Hans Geiger

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Geiger, Hans


Born Sept. 30, 1882, in Neustadt; died Sept. 24, 1945, in Potsdam. German physicist. Studied at the Universities of Erlangen, Munich, and Manchester. Taught at the University of Manchester from 1907 to 1912. Became a professor at the University of Kiel in 1925, at the University of Tubingen in 1929, and at the University of Berlin in 1936.

In 1908, Geiger determined the charge of the electron and, together with E. Rutherford, invented a device that made possible the counting of individual charged microscopic particles. The counter was subsequently improved by Geiger and the German physicist W. Müller and came to be called the Geiger-Müller counter. In 1911-12, together with the English physicist J. M. Nuttall, Geiger proposed an empirical formula linking the decay constant and the energy of alpha particles. Together with W. Bothe, he confirmed the correctness of the laws of conservation of energy and momentum during single collision events of elementary particles. Together with the English physicist Marsden, Geiger studied the scattering of alpha particles in thin metallic plates, experimentally confirming Rutherford’s formula.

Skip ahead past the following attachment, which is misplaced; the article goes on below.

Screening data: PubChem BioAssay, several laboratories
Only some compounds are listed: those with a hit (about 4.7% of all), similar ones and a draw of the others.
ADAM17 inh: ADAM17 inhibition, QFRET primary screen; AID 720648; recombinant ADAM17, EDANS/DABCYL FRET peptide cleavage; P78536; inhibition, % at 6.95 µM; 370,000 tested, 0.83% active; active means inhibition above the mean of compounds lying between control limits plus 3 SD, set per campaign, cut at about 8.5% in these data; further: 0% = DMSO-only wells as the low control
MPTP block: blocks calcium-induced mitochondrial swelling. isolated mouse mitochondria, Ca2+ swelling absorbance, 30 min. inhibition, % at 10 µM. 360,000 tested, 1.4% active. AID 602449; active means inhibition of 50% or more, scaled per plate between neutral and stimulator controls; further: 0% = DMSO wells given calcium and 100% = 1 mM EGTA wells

References in periodicals archive ?
The new executive board will also comprise the heads of the business units: Paul Meier for Credit Suisse Volksbank; Klaus Jenny for Credit Suisse Private Banking; Phillip Colebatch for Credit Suisse Asset Management and also as interim group chief financial officer; Hans-Ulrich Doerig as chief executive officer, Allen Wheat as chief operating officer, and Oswald Grubel as global head of trading for Credit Suisse First Boston, as well as Hans Geiger as chief information officer.
So, for example, Hans Geiger can be spelled out using some of the letters of George Washington.
Professor Hans Geiger of the Institut fur Schweizerisches Bankwesen (Swiss Banking Institute) at the University of Zurich talks about what's fact and what's fiction when it comes to banking secrecy.